Seventy-four percent of rangers—according to the recent Ranger Perceptions: Asia survey—who believe they’re not properly equipped to do their job. Rangers are often the first line of defense against tiger poaching, and in 2014, WWF established The Ranger Federation of Asia to advocate for rangers in all tiger countries, including Laos, to make sure they’re getting the training and equipment they need to effectively protect tigers and other wildlife.
Thailand: 189 tigers
The Dawna Tenasserim landscape on the Thailand-Myanmar border has a healthy prey base and relatively low human population, and offers one of the best hopes for the survival of tigers—both those that live there and those that could potentially be reintroduced.
Vietnam: <5 tigers
Loss of habitat has affected not only tiger territories, but also the populations of their prey.
Populations of deer, antelope, serow, and wild pigs have also declined in number following decades of intensive hunting and weak law enforcement. Even in countries with few or no tigers, protecting habitats and prey species is a vital step toward restoring tiger numbers.
The porous border between Thailand and Myanmar is a notorious wildlife trafficking site, where the sale of hundreds of tigers and tiger parts on the black market has contributed to a deadly, illegal trade in endangered species. Myanmar is also the only tiger range country without an IUCN estimate for tiger numbers. But in spite of this inconclusive data and illegal trade, there’s hopeful news: Research shows that tigers along the Thailand-Myanmar border are now breeding, and there is evidence that wild tigers are dispersing from Thailand’s eastern border into Myanmar’s Tanintharyi region (image above). Cooperation and effective policies between these two countries will be vital to tigers’ long-term survival in the region.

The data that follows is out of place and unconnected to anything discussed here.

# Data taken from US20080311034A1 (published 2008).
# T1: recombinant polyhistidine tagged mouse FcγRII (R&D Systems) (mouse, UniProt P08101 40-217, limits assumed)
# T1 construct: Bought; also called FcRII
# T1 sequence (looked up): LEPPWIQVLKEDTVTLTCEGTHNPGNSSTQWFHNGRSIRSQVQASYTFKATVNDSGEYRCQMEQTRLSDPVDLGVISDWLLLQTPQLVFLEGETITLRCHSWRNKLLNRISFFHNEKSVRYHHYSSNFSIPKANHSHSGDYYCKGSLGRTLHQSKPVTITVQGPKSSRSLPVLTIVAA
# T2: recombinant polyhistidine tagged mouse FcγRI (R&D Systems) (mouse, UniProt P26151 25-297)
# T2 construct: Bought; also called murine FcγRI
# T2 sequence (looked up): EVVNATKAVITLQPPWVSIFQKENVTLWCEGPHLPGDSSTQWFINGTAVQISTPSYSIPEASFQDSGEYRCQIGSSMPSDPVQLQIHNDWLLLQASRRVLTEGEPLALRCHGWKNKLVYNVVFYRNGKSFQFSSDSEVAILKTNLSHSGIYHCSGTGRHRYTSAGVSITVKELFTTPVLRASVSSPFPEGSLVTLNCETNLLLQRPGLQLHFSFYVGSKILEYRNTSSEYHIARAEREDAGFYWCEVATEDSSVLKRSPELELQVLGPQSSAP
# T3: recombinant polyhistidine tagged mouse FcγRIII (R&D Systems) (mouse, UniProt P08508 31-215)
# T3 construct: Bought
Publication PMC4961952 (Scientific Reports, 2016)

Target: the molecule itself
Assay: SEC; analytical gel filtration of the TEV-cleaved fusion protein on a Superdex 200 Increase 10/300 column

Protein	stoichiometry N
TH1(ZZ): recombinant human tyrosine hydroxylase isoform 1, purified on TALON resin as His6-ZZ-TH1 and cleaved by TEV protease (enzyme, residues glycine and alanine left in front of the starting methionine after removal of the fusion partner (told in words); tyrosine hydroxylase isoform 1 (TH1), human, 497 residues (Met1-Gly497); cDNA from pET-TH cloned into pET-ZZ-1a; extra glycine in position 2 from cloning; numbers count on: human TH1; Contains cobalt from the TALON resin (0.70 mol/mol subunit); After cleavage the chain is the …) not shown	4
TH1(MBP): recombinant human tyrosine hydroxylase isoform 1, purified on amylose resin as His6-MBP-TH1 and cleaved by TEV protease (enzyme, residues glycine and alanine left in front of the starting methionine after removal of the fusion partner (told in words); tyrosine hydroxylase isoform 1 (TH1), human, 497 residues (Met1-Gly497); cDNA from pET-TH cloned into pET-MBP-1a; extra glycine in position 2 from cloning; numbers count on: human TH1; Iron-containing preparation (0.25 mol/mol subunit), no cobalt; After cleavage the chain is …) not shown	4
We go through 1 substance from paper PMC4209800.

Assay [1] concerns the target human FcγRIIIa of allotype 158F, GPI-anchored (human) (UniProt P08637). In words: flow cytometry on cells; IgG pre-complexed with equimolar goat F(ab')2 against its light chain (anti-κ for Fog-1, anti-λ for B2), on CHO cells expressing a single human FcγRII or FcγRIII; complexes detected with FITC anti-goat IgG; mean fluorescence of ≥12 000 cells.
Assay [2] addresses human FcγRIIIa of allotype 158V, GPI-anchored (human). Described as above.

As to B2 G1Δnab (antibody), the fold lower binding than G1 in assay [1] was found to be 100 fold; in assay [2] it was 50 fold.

Indonesia: 371 tigers*
In Sumatra, Indonesia, poaching for trade accounts for over 78% of tiger deaths, or at least 40 animals per year. Human-wildlife conflict is also a serious issue: As human development and agriculture encroach on and destroy tiger habitat, tigers may attack livestock or people, which can result in retaliatory killings by villagers. WWF collaborates with local communities, industries, and governments to prevent and mitigate human-wildlife conflict by improving monitoring and enforcement.
Malaysia: 250 tigers*
Tigers in Malaysia are particularly threatened by poaching, habitat fragmentation and loss caused by infrastructure development, and conversion of forests for commercial agriculture. WWF helps conduct tiger monitoring, engages with local communities to be stewards of tiger conservation, and aids authorities to conduct antipoaching patrols.
China: >7 tigers*
Worth an estimated $10 billion annually, the illegal wildlife trade is one of the world's largest criminal markets.
Despite an international ban on the tiger trade since 1993, demand for illegal tiger parts in countries like China continues to drive the poaching crisis, the biggest immediate threat to the remaining wild tiger population. Tiger “farms” in China feed that demand—and undercut efforts to stop the trade and protect the big cats in the wild. But WWF is advocating for stronger national and international policies against wildlife trade, and researching and addressing consumer behavior. And there is good news: Within the Chinese portion of the Amur-Heilong landscape, the population is slowly gaining ground.